Secondary hyperparathyroidism (SHP) is a condition that develops from chronic stimulation of the parathyroid glands by low calcium levels. This most commonly occurs in patients with low vitamin D levels and in patients with renal failure. The best treatment of SHP is to correct the underlying problem. Patients with vitamin D deficiency require supplementation to replenish stores, while SHP in patients with renal failure can only be corrected with a kidney transplant. When transplantation is not possible, patients are treated medically with phosphate binders and calcimimetic drugs like Sensipar.
In some patients, these medical maneuvers may fail to safely control the disease putting the patient in danger of calciphylaxis, which is the painful deposition of calcium in the skin and muscles. Signs that medical management may be failing include sustained PTH levels greater than 800 pg/mL, uncontrolled itching, deteriorating bone density and inability to control calcium and phosphate levels with dialysis.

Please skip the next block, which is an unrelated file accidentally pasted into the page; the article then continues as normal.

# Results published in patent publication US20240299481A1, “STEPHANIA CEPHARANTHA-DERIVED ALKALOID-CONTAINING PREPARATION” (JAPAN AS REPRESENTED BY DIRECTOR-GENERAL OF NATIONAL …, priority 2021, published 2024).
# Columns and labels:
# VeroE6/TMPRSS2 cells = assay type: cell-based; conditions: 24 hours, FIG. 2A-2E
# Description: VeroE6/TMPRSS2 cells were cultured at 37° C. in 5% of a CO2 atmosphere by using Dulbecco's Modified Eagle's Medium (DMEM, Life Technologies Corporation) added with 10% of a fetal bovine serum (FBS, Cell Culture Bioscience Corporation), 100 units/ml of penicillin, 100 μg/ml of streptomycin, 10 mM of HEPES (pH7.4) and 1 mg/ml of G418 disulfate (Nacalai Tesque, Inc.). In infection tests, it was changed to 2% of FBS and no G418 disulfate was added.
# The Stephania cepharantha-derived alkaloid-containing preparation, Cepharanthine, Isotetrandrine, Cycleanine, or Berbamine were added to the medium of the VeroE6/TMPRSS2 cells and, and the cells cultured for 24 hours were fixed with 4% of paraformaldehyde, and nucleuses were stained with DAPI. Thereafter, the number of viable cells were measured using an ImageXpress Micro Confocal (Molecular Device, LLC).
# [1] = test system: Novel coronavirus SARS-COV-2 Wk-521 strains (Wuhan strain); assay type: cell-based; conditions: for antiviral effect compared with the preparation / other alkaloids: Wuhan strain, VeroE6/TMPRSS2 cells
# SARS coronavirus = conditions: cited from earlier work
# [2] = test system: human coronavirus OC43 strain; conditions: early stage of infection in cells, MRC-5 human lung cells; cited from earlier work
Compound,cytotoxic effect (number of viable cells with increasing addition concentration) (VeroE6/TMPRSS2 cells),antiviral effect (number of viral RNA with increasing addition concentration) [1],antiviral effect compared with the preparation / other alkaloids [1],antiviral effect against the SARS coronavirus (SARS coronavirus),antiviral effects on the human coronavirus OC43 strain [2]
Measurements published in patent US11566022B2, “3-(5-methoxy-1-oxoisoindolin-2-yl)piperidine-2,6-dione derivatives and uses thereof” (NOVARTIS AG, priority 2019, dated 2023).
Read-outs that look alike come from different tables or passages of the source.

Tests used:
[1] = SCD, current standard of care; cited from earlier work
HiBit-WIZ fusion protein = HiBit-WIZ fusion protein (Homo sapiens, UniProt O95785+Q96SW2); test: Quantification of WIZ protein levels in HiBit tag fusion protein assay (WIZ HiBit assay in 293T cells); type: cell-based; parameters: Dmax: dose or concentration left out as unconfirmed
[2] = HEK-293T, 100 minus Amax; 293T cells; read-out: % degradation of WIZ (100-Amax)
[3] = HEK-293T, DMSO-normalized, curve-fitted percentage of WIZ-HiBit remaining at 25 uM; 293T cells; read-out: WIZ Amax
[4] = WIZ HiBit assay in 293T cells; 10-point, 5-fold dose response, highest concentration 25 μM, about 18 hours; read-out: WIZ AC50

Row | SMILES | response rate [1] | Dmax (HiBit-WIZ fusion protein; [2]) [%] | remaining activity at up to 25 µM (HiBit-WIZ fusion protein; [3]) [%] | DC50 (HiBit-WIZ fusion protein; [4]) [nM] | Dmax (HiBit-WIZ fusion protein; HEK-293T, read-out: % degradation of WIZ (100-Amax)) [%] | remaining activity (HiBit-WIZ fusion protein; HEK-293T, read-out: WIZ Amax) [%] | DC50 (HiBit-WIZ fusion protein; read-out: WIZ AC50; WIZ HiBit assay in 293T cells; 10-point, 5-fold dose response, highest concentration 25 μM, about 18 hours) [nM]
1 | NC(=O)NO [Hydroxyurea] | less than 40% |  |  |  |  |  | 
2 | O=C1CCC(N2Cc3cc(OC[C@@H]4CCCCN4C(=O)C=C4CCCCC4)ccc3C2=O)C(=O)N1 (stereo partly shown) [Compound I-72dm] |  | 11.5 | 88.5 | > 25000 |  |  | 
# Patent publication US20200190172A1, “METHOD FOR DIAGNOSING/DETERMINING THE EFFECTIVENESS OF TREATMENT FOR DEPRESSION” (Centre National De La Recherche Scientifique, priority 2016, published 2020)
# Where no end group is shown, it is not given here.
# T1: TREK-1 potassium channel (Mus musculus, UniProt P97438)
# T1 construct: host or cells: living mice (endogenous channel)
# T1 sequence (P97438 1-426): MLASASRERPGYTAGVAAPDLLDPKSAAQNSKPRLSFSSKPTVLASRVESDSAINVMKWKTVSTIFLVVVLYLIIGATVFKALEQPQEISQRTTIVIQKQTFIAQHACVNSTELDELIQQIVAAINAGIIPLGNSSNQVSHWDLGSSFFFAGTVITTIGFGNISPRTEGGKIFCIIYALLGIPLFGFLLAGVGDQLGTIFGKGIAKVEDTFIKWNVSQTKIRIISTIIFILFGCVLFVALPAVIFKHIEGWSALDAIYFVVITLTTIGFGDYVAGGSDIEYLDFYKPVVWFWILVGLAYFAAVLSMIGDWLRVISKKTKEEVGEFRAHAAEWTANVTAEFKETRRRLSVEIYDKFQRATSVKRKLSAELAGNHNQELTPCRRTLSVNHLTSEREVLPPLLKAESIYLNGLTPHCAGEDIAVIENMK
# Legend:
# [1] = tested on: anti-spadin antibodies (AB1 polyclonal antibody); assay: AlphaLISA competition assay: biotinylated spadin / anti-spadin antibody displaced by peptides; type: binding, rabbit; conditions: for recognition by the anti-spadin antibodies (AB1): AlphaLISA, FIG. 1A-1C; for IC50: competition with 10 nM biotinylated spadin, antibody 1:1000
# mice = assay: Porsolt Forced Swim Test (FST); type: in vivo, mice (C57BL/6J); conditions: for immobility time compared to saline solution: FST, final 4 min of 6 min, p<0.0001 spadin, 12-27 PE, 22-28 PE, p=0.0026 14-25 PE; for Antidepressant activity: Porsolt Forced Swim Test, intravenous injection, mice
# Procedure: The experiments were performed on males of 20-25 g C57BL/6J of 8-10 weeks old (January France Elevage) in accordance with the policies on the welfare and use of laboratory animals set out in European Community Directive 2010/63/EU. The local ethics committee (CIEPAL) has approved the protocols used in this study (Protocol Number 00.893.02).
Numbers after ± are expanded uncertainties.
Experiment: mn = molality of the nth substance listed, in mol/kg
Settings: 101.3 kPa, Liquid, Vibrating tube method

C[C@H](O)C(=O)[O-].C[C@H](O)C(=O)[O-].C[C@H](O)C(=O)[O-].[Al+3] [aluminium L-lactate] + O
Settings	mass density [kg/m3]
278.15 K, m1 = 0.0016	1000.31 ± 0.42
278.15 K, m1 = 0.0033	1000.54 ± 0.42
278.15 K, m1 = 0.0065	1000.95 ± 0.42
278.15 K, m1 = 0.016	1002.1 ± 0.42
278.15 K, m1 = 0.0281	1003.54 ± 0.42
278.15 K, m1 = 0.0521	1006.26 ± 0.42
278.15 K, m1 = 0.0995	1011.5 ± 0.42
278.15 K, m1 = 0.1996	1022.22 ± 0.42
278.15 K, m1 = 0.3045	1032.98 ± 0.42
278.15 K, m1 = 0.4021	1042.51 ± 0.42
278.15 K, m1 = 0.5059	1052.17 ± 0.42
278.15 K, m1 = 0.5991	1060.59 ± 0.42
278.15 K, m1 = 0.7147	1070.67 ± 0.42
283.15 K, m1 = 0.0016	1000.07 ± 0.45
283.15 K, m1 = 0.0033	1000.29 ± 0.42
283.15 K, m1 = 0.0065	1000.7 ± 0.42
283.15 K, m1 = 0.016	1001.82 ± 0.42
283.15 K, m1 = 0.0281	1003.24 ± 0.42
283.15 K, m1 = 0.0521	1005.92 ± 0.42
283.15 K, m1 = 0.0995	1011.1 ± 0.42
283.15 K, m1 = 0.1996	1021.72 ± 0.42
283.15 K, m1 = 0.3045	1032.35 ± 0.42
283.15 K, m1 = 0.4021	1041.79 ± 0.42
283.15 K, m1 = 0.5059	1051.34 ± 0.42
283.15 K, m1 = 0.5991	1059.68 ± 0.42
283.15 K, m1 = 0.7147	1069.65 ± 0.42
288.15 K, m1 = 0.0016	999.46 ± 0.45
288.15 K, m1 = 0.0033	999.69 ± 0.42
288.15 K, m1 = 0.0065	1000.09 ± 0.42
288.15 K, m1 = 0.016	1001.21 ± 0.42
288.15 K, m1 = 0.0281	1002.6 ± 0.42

When patients fail medical therapy, surgery to reduce the amount of parathyroid tissue should be considered. The operation is tailored to the individual needs of the patient. This usually means removing 3 or 3 ½ of the parathyroid glands to achieve a postoperative PTH level of between 200 and 300 pg/mL.